KANSAS CITY, Mo. – The Kansas Senate will be considering changes to the state's high risk insurance program today. The program, which is separate from the new federal high risk pool, is designed for people who can't get health insurance in the private market due to a pre-existing health condition.
Senate Bill 14 would allow children to enroll in the pool even if they have not been denied coverage elsewhere. Kansas Insurance Commissioner Sandy Praeger says her department is proposing the change in eligibility because insurance companies recently stopped selling child-only health plans.
"Our existing high risk pool says you can't be eligible for coverage unless you've been declined coverage in the market. Well, you can't be declined coverage if it isn't offered," says Praeger.
The absence of child-only policies in most parts of the state is a new phenomenon. Insurance companies stopped selling the child-only policies last fall, when a provision of the federal health law took effect, barring companies from denying children health coverage. The rule kicks in for everyone in 2014.
Child-only health plans are not very popular, but Praeger says they're an important option for kids who don't have access to insurance through their parents or qualify for other options like Medicaid.
Mary Beth Chambers is with Blue Cross of Kansas, the largest insurer in the state. She says the company stopped offering the child-only plans out of concerns that families might wait until a child gets sick and needs costly medical care before signing up for coverage.
"Having the guarantee issue for kids under the age of 19 without any sort of mandate for all kids under the age of 19 to have insurance was just going to pose a huge risk," Chambers says."The premiums you're going to be able to get from those products is unlikely to be able to cover the cost of the claim."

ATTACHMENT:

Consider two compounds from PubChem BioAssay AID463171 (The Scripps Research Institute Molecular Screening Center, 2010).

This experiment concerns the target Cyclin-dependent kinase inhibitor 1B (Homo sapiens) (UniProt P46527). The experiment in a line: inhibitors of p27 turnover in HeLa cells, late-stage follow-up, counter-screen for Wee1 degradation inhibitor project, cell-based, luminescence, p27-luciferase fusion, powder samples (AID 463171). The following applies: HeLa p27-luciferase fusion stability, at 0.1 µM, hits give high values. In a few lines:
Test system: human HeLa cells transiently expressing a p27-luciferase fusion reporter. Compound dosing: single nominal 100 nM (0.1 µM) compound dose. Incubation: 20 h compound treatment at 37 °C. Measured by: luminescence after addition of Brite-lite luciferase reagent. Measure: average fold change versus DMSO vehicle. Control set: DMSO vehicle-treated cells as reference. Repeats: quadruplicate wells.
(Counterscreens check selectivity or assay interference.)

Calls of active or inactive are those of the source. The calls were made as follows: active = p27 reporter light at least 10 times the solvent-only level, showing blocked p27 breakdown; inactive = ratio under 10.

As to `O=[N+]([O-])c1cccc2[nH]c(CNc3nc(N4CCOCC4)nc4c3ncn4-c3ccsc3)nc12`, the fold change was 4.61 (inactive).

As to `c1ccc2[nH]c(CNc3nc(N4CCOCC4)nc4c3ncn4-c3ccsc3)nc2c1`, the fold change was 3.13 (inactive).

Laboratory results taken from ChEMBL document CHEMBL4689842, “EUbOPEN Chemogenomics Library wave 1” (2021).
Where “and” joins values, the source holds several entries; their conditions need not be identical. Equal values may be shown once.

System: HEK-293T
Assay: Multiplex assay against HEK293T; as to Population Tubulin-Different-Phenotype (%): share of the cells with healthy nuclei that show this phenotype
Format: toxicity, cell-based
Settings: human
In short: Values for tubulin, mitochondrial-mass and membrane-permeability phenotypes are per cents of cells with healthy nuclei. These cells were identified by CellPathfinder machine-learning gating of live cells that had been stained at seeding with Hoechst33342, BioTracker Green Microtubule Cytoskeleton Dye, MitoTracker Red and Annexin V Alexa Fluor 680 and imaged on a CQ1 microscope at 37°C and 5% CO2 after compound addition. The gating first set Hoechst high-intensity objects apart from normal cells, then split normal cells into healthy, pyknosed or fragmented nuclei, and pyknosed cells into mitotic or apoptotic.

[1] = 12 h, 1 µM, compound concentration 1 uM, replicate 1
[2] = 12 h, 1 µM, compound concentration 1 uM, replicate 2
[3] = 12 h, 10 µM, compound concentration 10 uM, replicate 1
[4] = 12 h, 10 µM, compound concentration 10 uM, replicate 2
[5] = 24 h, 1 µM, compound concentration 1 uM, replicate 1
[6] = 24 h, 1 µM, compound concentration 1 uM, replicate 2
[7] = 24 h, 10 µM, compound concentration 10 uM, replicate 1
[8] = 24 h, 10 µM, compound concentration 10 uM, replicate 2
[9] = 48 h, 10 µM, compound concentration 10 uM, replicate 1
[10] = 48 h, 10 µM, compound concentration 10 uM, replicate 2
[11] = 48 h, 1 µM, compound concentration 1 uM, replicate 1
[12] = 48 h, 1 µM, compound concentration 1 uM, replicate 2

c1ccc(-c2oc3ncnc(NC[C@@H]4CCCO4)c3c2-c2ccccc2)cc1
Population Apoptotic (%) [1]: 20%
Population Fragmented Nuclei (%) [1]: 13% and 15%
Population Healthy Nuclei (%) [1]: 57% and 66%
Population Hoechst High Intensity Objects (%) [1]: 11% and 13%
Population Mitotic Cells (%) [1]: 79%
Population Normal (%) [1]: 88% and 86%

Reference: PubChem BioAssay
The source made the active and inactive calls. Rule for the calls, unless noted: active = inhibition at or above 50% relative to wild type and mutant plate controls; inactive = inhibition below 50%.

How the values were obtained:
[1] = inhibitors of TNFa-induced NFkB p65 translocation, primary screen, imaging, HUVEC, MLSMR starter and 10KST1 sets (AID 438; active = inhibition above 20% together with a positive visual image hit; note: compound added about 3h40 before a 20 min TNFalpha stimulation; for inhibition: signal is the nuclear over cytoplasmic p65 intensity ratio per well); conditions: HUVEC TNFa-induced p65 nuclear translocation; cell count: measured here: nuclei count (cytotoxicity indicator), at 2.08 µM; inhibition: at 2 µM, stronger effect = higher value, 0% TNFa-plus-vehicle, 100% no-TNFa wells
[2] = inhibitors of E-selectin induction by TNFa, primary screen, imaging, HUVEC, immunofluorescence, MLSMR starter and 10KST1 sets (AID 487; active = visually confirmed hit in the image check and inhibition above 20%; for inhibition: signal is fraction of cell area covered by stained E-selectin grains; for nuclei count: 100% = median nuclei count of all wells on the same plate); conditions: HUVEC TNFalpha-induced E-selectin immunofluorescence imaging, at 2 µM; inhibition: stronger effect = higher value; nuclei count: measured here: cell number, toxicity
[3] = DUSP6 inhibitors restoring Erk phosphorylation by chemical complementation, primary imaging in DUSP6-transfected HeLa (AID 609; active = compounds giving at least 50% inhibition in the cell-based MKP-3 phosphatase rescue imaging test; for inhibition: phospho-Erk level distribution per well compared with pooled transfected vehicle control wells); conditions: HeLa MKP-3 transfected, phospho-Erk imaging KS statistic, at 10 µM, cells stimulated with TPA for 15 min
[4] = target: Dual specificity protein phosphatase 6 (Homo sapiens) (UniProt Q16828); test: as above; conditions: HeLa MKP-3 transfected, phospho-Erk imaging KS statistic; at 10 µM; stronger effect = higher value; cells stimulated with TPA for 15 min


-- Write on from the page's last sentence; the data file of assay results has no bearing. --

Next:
Chambers says Blue Cross of Kansas will still provide coverage to the 2,100 kids who are already enrolled in their child-only policies.
Blue Cross Blue Shield of Kansas City (which is separate from Blue Cross of Kansas) is the only company in either Kansas or Missouri that still sells child-only health plans.
"We did so because it was the right thing to do," says Blue Cross spokesperson Sue Johnson.
SB14 unanimously passed out of a Kansas senate committee last week. Besides changing the high risk pool's eligibility requirements for children, the bill would also raise the pool's cap on lifetime benefits. The insurance department is recommending the change because a few people have already reached the current coverage limit.
Unlike Kansas, Missouri does not require that a person be rejected from a private health plan in order to be eligible for the state's high risk pool.
*UPDATE (02/11/11): The Senate unanimously passed the bill. The House introduced the legislation and referred it to committee.
Funding for health care coverage on KCUR has been provided by the Health Care Foundation of Greater Kansas City.
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